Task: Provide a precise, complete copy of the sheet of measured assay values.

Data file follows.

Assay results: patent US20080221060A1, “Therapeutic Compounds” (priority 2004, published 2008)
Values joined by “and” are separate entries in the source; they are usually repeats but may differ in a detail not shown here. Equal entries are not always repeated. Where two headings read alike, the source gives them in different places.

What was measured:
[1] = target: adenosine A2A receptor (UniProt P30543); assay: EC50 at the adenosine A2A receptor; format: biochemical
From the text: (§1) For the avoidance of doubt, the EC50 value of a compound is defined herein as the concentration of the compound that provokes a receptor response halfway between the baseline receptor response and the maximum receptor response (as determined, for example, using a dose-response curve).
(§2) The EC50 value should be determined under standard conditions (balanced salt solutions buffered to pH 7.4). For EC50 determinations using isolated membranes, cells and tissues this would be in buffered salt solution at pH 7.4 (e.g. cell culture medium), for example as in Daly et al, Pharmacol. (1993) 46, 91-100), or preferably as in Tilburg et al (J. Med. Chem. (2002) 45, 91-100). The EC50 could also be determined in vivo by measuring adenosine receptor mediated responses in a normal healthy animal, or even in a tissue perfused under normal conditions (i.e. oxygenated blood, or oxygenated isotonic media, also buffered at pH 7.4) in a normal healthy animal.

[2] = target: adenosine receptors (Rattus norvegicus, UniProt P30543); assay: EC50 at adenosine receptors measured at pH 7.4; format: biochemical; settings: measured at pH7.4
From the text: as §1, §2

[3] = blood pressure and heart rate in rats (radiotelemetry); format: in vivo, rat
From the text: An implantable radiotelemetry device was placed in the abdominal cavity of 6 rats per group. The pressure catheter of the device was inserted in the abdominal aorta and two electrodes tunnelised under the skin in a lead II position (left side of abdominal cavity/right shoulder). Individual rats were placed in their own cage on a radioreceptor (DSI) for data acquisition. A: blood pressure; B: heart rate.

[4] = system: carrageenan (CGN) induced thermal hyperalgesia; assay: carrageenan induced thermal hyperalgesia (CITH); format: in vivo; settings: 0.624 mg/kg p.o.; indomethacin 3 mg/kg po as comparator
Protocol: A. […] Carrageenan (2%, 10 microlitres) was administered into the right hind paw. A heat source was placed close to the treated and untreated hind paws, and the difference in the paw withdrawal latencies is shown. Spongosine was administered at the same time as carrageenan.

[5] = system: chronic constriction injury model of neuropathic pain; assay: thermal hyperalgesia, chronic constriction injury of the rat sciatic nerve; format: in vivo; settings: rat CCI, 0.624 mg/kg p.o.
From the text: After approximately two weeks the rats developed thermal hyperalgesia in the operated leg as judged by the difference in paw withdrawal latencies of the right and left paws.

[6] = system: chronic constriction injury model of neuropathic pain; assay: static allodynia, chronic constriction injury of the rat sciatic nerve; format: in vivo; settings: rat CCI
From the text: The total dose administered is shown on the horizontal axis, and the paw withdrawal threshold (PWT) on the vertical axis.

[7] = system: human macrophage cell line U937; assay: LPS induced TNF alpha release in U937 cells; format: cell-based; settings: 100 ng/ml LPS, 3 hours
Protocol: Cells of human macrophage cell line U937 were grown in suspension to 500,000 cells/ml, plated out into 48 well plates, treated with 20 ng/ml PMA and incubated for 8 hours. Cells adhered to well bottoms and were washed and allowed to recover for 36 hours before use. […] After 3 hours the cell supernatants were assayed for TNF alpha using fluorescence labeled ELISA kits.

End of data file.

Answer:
Assay results: patent US20080221060A1, “Therapeutic Compounds” (priority 2004, published 2008)
Values joined by “and” are separate entries in the source; they are usually repeats but may differ in a detail not shown here. Equal entries are not always repeated. Where two headings read alike, the source gives them in different places.

What was measured:
[1] = target: adenosine A2A receptor (UniProt P30543); assay: EC50 at the adenosine A2A receptor; format: biochemical
From the text: (§1) For the avoidance of doubt, the EC50 value of a compound is defined herein as the concentration of the compound that provokes a receptor response halfway between the baseline receptor response and the maximum receptor response (as determined, for example, using a dose-response curve).
(§2) The EC50 value should be determined under standard conditions (balanced salt solutions buffered to pH 7.4). For EC50 determinations using isolated membranes, cells and tissues this would be in buffered salt solution at pH 7.4 (e.g. cell culture medium), for example as in Daly et al, Pharmacol. (1993) 46, 91-100), or preferably as in Tilburg et al (J. Med. Chem. (2002) 45, 91-100). The EC50 could also be determined in vivo by measuring adenosine receptor mediated responses in a normal healthy animal, or even in a tissue perfused under normal conditions (i.e. oxygenated blood, or oxygenated isotonic media, also buffered at pH 7.4) in a normal healthy animal.

[2] = target: adenosine receptors (Rattus norvegicus, UniProt P30543); assay: EC50 at adenosine receptors measured at pH 7.4; format: biochemical; settings: measured at pH7.4
From the text: as §1, §2

[3] = blood pressure and heart rate in rats (radiotelemetry); format: in vivo, rat
From the text: An implantable radiotelemetry device was placed in the abdominal cavity of 6 rats per group. The pressure catheter of the device was inserted in the abdominal aorta and two electrodes tunnelised under the skin in a lead II position (left side of abdominal cavity/right shoulder). Individual rats were placed in their own cage on a radioreceptor (DSI) for data acquisition. A: blood pressure; B: heart rate.

[4] = system: carrageenan (CGN) induced thermal hyperalgesia; assay: carrageenan induced thermal hyperalgesia (CITH); format: in vivo; settings: 0.624 mg/kg p.o.; indomethacin 3 mg/kg po as comparator
Protocol: A. […] Carrageenan (2%, 10 microlitres) was administered into the right hind paw. A heat source was placed close to the treated and untreated hind paws, and the difference in the paw withdrawal latencies is shown. Spongosine was administered at the same time as carrageenan.

[5] = system: chronic constriction injury model of neuropathic pain; assay: thermal hyperalgesia, chronic constriction injury of the rat sciatic nerve; format: in vivo; settings: rat CCI, 0.624 mg/kg p.o.
From the text: After approximately two weeks the rats developed thermal hyperalgesia in the operated leg as judged by the difference in paw withdrawal latencies of the right and left paws.

[6] = system: chronic constriction injury model of neuropathic pain; assay: static allodynia, chronic constriction injury of the rat sciatic nerve; format: in vivo; settings: rat CCI
From the text: The total dose administered is shown on the horizontal axis, and the paw withdrawal threshold (PWT) on the vertical axis.

[7] = system: human macrophage cell line U937; assay: LPS induced TNF alpha release in U937 cells; format: cell-based; settings: 100 ng/ml LPS, 3 hours
Protocol: Cells of human macrophage cell line U937 were grown in suspension to 500,000 cells/ml, plated out into 48 well plates, treated with 20 ng/ml PMA and incubated for 8 hours. Cells adhered to well bottoms and were washed and allowed to recover for 36 hours before use. […] After 3 hours the cell supernatants were assayed for TNF alpha using fluorescence labeled ELISA kits.